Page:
Acceptance is the key
I would like to bring some quotes from an eye-opening story called "They stopped in time" from the AA literature. It is one of the most widely quoted stories among addicts, since it contains the secret to changing our entire outlook in life. And with the proper outlook, we find that we no longer have to battle the addiction head-on, but rather it falls away on its own.
(If you have time, it would be worthwhile to read the whole story. Click the link above to download it).
Acceptance is the key. The addiction is a disease and sobriety is not a matter of willpower. When we stop living in the problem, and instead live in the answer, the problem goes away by itself.
And acceptance is the answer to all my problems today. When I am disturbed, it is because I find some person, place, thing, or situation-some fact of my life -unacceptable to me, and I can find no serenity until I accept that person, place, thing, or situation as being exactly the way it is supposed to be at this moment.
Nothing, absolutely nothing, happens in God's world by mistake. Until I could accept my alcoholism (read: lust addiction), I could not stay sober; unless I accept life completely on life's terms, I cannot be happy. I need to concentrate not so much on what needs to be changed in the world as on what needs to be changed in me and in my attitudes.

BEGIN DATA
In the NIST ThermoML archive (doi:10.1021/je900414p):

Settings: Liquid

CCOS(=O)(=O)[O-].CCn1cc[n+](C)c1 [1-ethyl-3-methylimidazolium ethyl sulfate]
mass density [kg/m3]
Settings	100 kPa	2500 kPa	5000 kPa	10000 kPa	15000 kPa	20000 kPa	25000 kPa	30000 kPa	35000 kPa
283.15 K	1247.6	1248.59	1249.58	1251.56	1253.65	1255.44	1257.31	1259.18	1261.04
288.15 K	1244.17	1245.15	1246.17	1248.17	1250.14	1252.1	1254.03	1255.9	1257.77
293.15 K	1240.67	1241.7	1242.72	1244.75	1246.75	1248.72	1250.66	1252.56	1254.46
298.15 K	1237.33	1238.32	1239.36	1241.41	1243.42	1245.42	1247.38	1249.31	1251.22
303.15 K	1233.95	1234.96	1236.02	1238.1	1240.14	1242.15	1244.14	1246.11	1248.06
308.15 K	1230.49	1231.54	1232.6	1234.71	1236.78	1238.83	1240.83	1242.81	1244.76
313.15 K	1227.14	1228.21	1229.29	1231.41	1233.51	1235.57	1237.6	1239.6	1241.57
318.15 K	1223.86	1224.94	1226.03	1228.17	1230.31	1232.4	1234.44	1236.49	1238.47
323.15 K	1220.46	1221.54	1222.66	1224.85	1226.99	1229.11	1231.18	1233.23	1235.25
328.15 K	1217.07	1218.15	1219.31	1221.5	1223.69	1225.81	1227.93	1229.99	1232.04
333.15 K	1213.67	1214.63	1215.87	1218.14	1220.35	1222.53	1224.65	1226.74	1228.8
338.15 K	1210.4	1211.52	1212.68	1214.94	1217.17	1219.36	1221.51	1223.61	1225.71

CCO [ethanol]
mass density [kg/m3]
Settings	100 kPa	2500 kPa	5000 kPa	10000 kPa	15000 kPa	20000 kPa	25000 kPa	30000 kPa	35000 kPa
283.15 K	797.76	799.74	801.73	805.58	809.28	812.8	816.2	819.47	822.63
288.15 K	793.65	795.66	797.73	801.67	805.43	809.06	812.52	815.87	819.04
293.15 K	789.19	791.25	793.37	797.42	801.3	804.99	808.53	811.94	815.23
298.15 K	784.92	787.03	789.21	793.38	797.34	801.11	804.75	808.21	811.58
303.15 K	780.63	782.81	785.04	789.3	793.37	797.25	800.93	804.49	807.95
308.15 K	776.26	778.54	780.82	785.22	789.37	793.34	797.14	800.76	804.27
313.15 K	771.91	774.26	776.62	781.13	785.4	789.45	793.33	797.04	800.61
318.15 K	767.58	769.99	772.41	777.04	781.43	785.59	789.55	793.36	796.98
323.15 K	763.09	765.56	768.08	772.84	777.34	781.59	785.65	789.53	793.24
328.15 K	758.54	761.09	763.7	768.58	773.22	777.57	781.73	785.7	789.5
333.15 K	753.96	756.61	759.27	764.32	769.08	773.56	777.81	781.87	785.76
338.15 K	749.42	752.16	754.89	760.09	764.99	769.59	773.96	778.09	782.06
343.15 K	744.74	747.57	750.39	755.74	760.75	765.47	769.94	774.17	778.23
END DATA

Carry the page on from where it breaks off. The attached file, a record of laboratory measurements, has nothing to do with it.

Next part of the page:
We think that if we could just control the external environment, our internal environment would become more comfortable. But it doesn't. When we turn our will and lives over to the care of G-d, we are taking care of the internal environment, and then we find that the external environment takes care of itself.
For years I was sure the worst thing that could happen to a nice guy like me would be that I would turn out to be an alcoholic (read: lust addict). Today I find that it's the best thing that has ever happened to me. This proves I don't know what's good for me. And if I don't know what's good for me, then I don't know what's good or bad for you or for anyone. So I'm better off if I don't give advice, don't figure I know what's best, and just accept life on life's terms, as it is today - especially my own life, as it actually is.
It's as though A.A. had given me a new pair of glasses.
In response to the above Chizuk e-mail, someone wrote:
Dear Reb Gui, Very powerful words!
It brings to mind a shiur I once heard by Rabbi Reisman (entitled Yom Ze Mechubad), explaining that the serenity of Shabbos is about making peace with the world, as it is. (Nothing can be done on Shabbos anyway!).
And he mentions that he realized this idea when there was once a drip in the faucet in the Torah Vodaath dorm room he was in, and it took the maintenance people a week to replace the rubber washer on the faucet. Well, the drip bothered him and kept him up at night, drip, drip, drip, drip... that pesky drip!
Well, when the drip was finally fixed, he settled in for a good night's sleep, and then he realized that it was raining, and when it rained, from the gutters outside could be heard... drip, drip, drip... So he wondered why that drip had never bothered him?!
And then he realized that the problem wasn't the drip, but his attitude. When he felt that the drip should not be there ('why can't they fix that washer?!') then it bothered him.
So now he uses this realization in all areas of life.
I personally always loose things. I usually end up finding them, but at any given day I will be missing at least one (usually several) of my personal items, such as: my hat, palm pilot, note pad (for when I lose the palm), keys, letters I need to answer, etc... you get the idea. And it used to drive me crazy! But now (since that shiur), I just shrug and say to myself: "What do you know? Guess what's really missing now!".